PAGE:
Choose a cool location if storage is necessary before they are planted, keep the roots moist, but not soggy, and out of direct sunlight. If possible, plant on a cool, cloudy day to reduce the stress on the transplants.
Strawberries do best in drained fairly rich soil, so be sure to add compost or other organic matter when preparing the strawberry patch
When Planting, be sure the crown is above soil level and the topmost roots are 1/4 inch beneath soil level.
Buried crowns rot and Exposed roots dry out. Use mulch to keep berries clean, conserve moisture and keep weed growth down.
There as four basic systems for growing strawberries
First Growing Season
When Growing as a Perennial, Pinch off new blossoms during the first year of strawberry plant growth. The plants rarely provide fruit during the first year, by gently pinching off the blossoms with your fingers you will encourage new growth for the following season.
Prune damaged roots , Trim excessively long roots to approximately 5 inches in length
How to Grow Strawberries using The Hill system
The Matted Row System
The matted row system is the least time consuming as far as maintenance is concerned.
You'll need an area about 8-10 feet wide and 30 feet long to accommodate 30 plants. This system works best with June bearing strawberries. In the spring, plant the Starter (or Mother) plants 2 feet apart in rows 3-4 feet apart and allow them to produce and set runner plants unobstructed. The first year all the plant's energy is devoted to producing and developing strong plants ,all flowers must be picked off, and fruit is not harvested until the second season.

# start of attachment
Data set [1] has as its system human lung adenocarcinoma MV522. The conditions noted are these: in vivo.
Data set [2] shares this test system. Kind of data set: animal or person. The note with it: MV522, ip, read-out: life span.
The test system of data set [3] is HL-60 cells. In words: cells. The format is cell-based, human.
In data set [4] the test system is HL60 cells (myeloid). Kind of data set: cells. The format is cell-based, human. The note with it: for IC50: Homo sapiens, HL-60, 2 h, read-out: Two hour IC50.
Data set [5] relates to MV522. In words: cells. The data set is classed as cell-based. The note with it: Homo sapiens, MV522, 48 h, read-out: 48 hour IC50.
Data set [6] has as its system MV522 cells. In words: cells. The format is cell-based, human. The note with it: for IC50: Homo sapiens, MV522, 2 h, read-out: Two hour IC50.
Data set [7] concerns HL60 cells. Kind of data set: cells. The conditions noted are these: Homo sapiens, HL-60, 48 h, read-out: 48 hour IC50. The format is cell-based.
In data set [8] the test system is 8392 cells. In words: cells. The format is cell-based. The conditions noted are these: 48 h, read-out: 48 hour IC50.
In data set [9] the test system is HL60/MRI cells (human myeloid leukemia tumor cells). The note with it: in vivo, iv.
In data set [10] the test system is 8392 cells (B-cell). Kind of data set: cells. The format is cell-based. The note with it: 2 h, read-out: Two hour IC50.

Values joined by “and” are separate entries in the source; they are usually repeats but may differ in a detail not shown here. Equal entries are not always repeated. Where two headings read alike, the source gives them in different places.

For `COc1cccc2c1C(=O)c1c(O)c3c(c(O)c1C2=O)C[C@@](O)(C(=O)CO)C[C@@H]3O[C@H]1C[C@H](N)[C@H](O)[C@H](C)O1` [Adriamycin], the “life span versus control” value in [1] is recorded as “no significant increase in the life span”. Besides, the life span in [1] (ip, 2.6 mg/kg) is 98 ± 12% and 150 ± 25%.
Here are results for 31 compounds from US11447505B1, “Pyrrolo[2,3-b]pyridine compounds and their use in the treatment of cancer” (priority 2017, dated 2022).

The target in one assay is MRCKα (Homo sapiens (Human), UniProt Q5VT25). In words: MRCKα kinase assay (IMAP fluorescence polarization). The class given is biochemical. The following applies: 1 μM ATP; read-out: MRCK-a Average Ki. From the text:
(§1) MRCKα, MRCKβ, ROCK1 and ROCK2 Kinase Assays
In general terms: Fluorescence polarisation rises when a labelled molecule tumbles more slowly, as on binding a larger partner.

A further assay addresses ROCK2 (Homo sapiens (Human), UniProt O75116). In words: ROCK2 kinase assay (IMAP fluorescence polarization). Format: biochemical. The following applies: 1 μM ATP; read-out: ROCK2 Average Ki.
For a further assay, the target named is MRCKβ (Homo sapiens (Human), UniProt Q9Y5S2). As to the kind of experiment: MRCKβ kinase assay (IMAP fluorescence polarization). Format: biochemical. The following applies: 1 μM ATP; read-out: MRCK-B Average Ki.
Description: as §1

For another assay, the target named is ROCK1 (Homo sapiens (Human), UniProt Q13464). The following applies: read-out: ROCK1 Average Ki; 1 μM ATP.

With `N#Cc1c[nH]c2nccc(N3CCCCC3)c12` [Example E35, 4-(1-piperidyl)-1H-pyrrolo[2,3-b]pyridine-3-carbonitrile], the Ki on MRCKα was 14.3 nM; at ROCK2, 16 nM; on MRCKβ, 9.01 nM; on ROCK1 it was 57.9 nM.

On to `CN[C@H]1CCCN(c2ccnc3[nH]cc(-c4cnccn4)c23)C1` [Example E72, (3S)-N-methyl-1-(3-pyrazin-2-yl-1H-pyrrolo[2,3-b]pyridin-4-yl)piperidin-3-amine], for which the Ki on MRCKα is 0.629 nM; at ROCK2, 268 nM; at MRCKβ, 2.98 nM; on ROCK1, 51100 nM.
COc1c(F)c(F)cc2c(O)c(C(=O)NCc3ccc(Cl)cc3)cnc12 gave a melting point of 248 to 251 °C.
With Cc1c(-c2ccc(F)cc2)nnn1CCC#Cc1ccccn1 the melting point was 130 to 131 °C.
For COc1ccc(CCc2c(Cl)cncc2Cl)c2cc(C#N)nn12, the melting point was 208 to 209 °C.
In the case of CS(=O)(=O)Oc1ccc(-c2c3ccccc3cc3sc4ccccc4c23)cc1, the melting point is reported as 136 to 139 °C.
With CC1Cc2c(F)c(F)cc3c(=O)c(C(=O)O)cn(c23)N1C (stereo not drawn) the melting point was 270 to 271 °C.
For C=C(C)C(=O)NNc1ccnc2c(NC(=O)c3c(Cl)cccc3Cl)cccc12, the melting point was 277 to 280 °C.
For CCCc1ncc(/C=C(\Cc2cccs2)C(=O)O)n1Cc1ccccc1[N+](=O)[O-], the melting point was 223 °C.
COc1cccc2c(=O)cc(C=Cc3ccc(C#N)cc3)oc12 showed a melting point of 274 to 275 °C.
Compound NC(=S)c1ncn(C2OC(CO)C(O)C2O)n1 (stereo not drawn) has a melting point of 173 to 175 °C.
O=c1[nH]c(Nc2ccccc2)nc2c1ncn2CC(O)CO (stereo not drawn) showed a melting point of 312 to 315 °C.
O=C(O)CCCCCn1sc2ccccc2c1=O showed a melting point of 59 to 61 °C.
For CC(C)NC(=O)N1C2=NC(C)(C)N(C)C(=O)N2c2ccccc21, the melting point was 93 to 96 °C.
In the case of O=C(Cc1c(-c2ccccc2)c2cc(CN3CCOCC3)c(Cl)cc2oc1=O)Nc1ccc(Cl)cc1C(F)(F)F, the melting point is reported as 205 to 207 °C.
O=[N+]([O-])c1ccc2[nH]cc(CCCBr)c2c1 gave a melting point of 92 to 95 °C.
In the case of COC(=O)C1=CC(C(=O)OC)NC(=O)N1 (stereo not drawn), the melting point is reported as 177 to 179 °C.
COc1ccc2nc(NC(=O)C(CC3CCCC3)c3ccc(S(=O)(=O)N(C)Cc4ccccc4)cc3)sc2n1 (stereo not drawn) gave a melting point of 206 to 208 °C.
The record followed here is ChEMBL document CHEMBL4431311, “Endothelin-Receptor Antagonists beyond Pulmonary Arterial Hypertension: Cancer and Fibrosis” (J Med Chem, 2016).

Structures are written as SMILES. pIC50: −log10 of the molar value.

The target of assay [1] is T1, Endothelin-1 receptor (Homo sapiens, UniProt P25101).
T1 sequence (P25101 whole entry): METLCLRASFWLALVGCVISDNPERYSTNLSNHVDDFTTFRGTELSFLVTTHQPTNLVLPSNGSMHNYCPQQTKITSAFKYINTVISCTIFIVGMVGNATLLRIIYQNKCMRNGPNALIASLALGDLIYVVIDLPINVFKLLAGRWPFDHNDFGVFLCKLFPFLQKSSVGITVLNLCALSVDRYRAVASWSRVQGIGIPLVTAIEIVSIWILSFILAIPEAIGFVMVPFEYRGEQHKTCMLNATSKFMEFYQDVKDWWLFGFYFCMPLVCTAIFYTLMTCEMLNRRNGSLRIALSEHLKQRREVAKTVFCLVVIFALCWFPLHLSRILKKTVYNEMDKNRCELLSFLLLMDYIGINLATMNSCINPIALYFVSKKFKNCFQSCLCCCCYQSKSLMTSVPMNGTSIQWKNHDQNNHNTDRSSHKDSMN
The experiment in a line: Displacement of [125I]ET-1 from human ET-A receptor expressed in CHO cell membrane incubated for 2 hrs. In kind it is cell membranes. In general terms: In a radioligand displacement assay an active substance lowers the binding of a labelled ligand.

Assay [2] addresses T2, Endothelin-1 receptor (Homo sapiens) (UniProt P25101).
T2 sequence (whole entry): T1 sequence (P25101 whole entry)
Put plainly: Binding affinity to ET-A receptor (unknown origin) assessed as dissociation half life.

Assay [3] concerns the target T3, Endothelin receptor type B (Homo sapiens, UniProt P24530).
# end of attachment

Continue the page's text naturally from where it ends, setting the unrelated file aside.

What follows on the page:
Keep rows to a width of approximately 18 inches. You may have to cut back runners that grow between the rows.
How to Grow Strawberries as a Ground-cover
Space the starter plants 1 to 2 feet apart.
Weed well , and after the first season, once the plants are established, maintenance should be minimal.
Strawberries grown as a ground-cover will not produce as much fruit. In all cases, the soil should be well tilled and fertilized a week before planting.
Strawberries in Raised Beds
Lupin: Like beans, lupine fixes nitrogen in the soil. Its flowers also attract pollinators.
Do Not plant strawberries near members of the cabbage family which inhibits their growth. This includes broccoli, cauliflower, Brussels sprouts, cabbage, collard greens, kale, and kohlrabi.
See: Companion Planting
Basic Care of Strawberries
Firm the surrounding soil and water thoroughly.
Regularly hoe between rows and individual plants.
Remove runners and old leaves.
Most strawberries produce offsets at the end of runners. If you want more plants, just let them grow. If you have enough strawberry plants, pinching off the runners will give you larger plants with smaller yields of bigger berries.
Watering ~ Irrigation
If the strawberry planting is not properly watered, dry weather in late summer and fall could drastically reduce flower bud formation and next year's crop. Water is especially important while the fruit is forming, from early bloom to the end of harvest.
Everbearing and day-neutral strawberries must be watered during dry periods to maintain good fruit production.